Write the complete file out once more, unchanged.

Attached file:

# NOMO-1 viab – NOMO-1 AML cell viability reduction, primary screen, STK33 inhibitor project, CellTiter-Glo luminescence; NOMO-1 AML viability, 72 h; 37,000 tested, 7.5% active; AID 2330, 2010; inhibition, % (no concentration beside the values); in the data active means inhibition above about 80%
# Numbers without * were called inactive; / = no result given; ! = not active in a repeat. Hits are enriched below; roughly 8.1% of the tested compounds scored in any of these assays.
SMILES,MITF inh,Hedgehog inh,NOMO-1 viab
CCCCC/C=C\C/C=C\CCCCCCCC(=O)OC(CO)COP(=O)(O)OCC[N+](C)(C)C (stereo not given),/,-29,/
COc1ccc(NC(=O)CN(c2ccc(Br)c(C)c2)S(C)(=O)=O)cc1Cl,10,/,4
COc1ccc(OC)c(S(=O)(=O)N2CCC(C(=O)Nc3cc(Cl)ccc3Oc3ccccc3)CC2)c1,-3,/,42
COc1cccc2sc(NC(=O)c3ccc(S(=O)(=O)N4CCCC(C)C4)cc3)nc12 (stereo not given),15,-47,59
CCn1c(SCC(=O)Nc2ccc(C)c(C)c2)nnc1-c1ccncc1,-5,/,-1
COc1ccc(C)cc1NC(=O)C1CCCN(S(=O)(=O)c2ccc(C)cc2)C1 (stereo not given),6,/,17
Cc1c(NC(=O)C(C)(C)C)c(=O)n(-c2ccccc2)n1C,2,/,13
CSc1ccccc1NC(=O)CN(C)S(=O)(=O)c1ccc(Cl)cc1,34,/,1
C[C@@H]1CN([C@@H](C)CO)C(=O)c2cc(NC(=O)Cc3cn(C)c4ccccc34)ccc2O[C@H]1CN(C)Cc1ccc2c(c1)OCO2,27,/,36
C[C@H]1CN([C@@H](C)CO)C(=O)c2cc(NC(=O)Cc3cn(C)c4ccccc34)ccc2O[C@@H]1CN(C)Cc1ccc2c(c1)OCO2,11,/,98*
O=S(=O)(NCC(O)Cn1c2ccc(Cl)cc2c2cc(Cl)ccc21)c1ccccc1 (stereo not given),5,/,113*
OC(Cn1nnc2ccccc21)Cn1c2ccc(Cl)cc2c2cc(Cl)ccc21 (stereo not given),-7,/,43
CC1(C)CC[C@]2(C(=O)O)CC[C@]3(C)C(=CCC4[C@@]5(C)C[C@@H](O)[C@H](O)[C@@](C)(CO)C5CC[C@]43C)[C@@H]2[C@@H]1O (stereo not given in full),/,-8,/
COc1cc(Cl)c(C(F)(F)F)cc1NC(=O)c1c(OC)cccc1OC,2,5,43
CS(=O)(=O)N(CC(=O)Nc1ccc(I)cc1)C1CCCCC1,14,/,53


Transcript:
# NOMO-1 viab – NOMO-1 AML cell viability reduction, primary screen, STK33 inhibitor project, CellTiter-Glo luminescence; NOMO-1 AML viability, 72 h; 37,000 tested, 7.5% active; AID 2330, 2010; inhibition, % (no concentration beside the values); in the data active means inhibition above about 80%
# Numbers without * were called inactive; / = no result given; ! = not active in a repeat. Hits are enriched below; roughly 8.1% of the tested compounds scored in any of these assays.
SMILES,MITF inh,Hedgehog inh,NOMO-1 viab
CCCCC/C=C\C/C=C\CCCCCCCC(=O)OC(CO)COP(=O)(O)OCC[N+](C)(C)C (stereo not given),/,-29,/
COc1ccc(NC(=O)CN(c2ccc(Br)c(C)c2)S(C)(=O)=O)cc1Cl,10,/,4
COc1ccc(OC)c(S(=O)(=O)N2CCC(C(=O)Nc3cc(Cl)ccc3Oc3ccccc3)CC2)c1,-3,/,42
COc1cccc2sc(NC(=O)c3ccc(S(=O)(=O)N4CCCC(C)C4)cc3)nc12 (stereo not given),15,-47,59
CCn1c(SCC(=O)Nc2ccc(C)c(C)c2)nnc1-c1ccncc1,-5,/,-1
COc1ccc(C)cc1NC(=O)C1CCCN(S(=O)(=O)c2ccc(C)cc2)C1 (stereo not given),6,/,17
Cc1c(NC(=O)C(C)(C)C)c(=O)n(-c2ccccc2)n1C,2,/,13
CSc1ccccc1NC(=O)CN(C)S(=O)(=O)c1ccc(Cl)cc1,34,/,1
C[C@@H]1CN([C@@H](C)CO)C(=O)c2cc(NC(=O)Cc3cn(C)c4ccccc34)ccc2O[C@H]1CN(C)Cc1ccc2c(c1)OCO2,27,/,36
C[C@H]1CN([C@@H](C)CO)C(=O)c2cc(NC(=O)Cc3cn(C)c4ccccc34)ccc2O[C@@H]1CN(C)Cc1ccc2c(c1)OCO2,11,/,98*
O=S(=O)(NCC(O)Cn1c2ccc(Cl)cc2c2cc(Cl)ccc21)c1ccccc1 (stereo not given),5,/,113*
OC(Cn1nnc2ccccc21)Cn1c2ccc(Cl)cc2c2cc(Cl)ccc21 (stereo not given),-7,/,43
CC1(C)CC[C@]2(C(=O)O)CC[C@]3(C)C(=CCC4[C@@]5(C)C[C@@H](O)[C@H](O)[C@@](C)(CO)C5CC[C@]43C)[C@@H]2[C@@H]1O (stereo not given in full),/,-8,/
COc1cc(Cl)c(C(F)(F)F)cc1NC(=O)c1c(OC)cccc1OC,2,5,43
CS(=O)(=O)N(CC(=O)Nc1ccc(I)cc1)C1CCCCC1,14,/,53